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Join us in kicking off the annual IHR Fellows Symposium with a talk by Anthony Hatch.
Is it possible to have an American regime of mass confinement without psychotropic drugs? Professor Anthony Hatch argues that the U.S. custodial state (prisons, nursing homes, the military, foster care, immigrant detention) has become wholly reliant on psychotropics for the control and transformation of brain-bodies who live in custodial institutions, a form of chemical (policy) dependence. Hatch speculates about the critical knowledge needed to challenge this institutional addiction and the psychic violence it generates.
Anthony Hatch is a sociologist and author Blood Sugar: Racial Pharmacology and Food Justice in Black America (University of Minnesota Press, 2016). His specific areas of specialization are science and technology studies, medical humanities, and political sociology. Blood Sugar examines how the metabolic syndrome constitutes a new way for scientists to study and treat diabetes, heart disease, and obesity, a new discourse that reproduces biological and genetic concepts of race and ethnicity, and a political strategy that obscures how institutionalized racisms shape human metabolism. Recent interviews about Blood Sugar on RisingUpWithSonali.com with Sonali Kolhatkar and listen to the audio of my recent interview on Information is the Best Medicine with Glenn Ellis. His published research on Blood Sugar can be found in The Scientist Magazine, Catalyst: Feminism, Theory, Technoscience, Routledge Handbook of Science, Technology, and Society.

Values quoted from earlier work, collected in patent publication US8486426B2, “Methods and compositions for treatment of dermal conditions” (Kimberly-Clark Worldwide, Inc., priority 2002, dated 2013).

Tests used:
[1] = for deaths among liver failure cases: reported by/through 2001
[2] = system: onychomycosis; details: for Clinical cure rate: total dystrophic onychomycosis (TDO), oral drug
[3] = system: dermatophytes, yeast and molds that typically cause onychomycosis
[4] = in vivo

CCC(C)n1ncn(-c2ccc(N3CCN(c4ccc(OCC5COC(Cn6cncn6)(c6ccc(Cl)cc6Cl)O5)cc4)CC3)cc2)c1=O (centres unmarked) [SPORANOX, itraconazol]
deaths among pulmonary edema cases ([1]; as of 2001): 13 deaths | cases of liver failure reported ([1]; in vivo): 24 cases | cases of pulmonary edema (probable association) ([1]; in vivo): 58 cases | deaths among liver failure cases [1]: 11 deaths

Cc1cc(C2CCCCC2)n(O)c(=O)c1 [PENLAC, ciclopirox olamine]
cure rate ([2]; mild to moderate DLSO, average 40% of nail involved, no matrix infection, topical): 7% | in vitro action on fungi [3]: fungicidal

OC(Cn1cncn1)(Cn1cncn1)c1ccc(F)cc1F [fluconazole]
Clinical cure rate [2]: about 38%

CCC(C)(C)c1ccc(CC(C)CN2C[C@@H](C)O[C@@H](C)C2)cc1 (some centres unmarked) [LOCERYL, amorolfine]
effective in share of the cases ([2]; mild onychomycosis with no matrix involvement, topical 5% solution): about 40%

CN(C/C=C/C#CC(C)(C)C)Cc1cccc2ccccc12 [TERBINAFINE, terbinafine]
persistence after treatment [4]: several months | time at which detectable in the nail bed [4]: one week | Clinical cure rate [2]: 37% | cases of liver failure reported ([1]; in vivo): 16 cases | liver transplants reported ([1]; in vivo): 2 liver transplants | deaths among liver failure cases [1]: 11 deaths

What is health and what is disease? What institutions generate or impede health? Who has access to the healthiest environments and what makes those environments healthy? How do communities construct, maintain or discipline health in individual bodies? Humanities research often underscores the constructed and contested nature of categories surrounding health and how we define and attach value to those categories. Moving from the scale of the individual biological being outward to the community and the environment as it is shaped in the Anthropocene, health is physical, mental, spiritual, environmental, social and political. Drawing on scholarship in these areas, healthcare institutions and policymakers can benefit from a thorough humanistic questioning of the nature of health itself.
Please join us in exploring our understanding of health and wellness at the 2018 IHR Fellows Symposium. The Fellows will present the research they have been conducting over the last year, working under the theme of "Health."
The reception and keynote address will take place in West Hall's Secret Garden. The closest parking lot is the Orange Garage - 10th Street Structure.
Like all IHR events, the Fellows Symposium Reception and Keynote is free and open to the public. Please RSVP to attend.